To the Soutbank in the evening for the (almost) premiere of a new concerto by James MacMillan written for his friend, Nicholas Daniel the oboist.
One of the main strands of contemporary classical music is the formal minimalism of composers like Reich and Cage. My friend
Laurence Crane is part of that tradition, and would point to eg: the sculptures of Donald Judd or the paintings of the abstract expressionists as his inspirations. The other significant strand, to which MacMillan belongs, is a more flowery and colourful world, the extreme edge of which tends towards cacaphonic discordance. Think Harrison Birtwhistle.
Anyway, the MacMillan oboe concerto was a surprisingly rich and lovely piece of music. Full of colour. MacMillan is very religious, and the first time I think we’d come across his music was in Winchester about 15 years ago when we stumbled on a violinist and a pianist rehearsing a haunting, sparse, John Taverner like piece in an otherwise empty cathedral.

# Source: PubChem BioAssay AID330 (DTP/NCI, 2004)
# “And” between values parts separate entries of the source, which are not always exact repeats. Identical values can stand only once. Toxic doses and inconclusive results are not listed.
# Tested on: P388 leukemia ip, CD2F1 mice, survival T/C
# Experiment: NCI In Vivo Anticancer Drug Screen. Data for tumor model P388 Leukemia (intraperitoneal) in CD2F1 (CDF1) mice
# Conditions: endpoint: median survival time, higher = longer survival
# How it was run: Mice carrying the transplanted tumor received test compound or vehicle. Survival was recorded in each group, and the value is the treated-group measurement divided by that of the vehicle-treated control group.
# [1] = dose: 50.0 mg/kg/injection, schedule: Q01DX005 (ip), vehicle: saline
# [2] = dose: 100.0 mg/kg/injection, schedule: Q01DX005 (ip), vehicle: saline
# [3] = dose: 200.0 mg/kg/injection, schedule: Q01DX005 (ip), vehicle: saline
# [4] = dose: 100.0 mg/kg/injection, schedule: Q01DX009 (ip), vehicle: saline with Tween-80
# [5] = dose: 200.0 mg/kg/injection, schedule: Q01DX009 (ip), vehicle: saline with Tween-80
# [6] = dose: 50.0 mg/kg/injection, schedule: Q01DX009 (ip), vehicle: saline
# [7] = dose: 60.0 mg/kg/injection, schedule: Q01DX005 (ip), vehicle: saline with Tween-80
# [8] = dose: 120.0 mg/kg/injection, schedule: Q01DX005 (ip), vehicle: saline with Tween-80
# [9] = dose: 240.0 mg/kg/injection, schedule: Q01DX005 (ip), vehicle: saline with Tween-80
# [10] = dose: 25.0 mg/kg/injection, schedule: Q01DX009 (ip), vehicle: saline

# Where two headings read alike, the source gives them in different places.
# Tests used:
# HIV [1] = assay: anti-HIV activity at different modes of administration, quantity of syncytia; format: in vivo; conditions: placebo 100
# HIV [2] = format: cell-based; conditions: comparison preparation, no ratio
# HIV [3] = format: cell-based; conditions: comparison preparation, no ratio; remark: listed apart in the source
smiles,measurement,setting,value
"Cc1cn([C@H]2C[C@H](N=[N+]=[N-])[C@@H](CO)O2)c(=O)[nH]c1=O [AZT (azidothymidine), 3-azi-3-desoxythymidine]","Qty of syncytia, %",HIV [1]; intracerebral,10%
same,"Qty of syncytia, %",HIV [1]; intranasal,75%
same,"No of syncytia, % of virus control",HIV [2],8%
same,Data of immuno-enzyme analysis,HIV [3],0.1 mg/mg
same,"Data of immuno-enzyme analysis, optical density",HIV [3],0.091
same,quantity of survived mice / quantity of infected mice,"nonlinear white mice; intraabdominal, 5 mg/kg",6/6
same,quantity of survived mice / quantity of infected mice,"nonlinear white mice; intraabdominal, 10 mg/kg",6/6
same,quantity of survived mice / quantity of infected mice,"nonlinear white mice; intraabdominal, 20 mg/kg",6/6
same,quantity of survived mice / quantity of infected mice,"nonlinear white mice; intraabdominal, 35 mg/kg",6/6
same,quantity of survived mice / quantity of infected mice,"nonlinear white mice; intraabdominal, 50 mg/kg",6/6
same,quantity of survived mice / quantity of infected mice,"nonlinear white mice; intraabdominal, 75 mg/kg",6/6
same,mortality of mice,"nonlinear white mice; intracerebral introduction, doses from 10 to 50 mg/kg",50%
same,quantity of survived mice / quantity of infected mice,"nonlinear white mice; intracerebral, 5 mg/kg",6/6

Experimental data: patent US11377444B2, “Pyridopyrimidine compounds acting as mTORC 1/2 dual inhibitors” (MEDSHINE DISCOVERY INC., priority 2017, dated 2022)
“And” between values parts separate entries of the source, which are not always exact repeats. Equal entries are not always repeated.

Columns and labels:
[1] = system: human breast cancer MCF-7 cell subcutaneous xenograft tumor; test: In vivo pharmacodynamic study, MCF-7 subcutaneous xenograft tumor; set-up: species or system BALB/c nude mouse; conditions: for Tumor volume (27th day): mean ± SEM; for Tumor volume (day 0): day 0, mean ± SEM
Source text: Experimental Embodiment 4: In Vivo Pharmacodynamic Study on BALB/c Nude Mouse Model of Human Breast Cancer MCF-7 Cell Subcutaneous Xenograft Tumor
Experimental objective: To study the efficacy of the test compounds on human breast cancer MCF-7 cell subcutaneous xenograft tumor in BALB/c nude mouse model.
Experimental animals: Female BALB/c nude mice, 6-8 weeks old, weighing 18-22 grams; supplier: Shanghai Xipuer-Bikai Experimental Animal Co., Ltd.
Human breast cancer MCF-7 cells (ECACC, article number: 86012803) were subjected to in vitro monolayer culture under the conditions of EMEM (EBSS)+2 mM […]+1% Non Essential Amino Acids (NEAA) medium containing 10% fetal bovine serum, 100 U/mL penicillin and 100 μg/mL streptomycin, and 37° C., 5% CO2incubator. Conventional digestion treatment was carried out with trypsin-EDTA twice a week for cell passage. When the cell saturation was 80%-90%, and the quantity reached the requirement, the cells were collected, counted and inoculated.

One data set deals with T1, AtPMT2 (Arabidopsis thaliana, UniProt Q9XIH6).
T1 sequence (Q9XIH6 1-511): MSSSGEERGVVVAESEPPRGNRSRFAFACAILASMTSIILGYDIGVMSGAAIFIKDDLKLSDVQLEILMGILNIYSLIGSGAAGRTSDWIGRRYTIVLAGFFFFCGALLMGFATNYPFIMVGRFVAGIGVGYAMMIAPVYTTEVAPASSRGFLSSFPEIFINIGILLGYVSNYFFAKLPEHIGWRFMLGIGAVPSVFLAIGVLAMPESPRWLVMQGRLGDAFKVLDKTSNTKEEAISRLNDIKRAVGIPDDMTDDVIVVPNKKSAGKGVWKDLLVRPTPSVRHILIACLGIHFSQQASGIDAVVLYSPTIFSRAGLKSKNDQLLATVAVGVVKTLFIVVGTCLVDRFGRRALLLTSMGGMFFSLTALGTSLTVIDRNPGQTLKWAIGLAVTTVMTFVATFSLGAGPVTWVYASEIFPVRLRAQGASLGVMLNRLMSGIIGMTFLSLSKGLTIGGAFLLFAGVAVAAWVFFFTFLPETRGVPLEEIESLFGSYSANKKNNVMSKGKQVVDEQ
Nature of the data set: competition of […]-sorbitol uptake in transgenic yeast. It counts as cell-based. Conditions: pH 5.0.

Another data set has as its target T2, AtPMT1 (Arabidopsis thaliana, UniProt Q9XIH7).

MacMillan conducted the concert with vigour, and well deserved the favourable response from the audience.
I met both MacMillan and Nicholas Daniel at a drinks party after the concert. Nicholas was full of excitement about the piece, and explained that it had been incredibly difficult to learn as it was written as a palindrome. Literally. The notes for the oboe part in the third movement were precisely the same as those of the first movement, but reversed in sequence. One really could not have told from listening to it, but it made me slightly revise my allocating MacMillan to the flowery end of contemporary music – it’s a very abstractly formal proposition he’s set out in the score.
As a footnote, the final piece in the concert was Shostakovich’s chamber symphony No 1 Op 110a, which is in fact a rearrangement by Rudolf Barshai of the String Quartet No.8 in C minor Op.110, a piece which will be in a concert I hope to sponsor next year. More on that in due course.....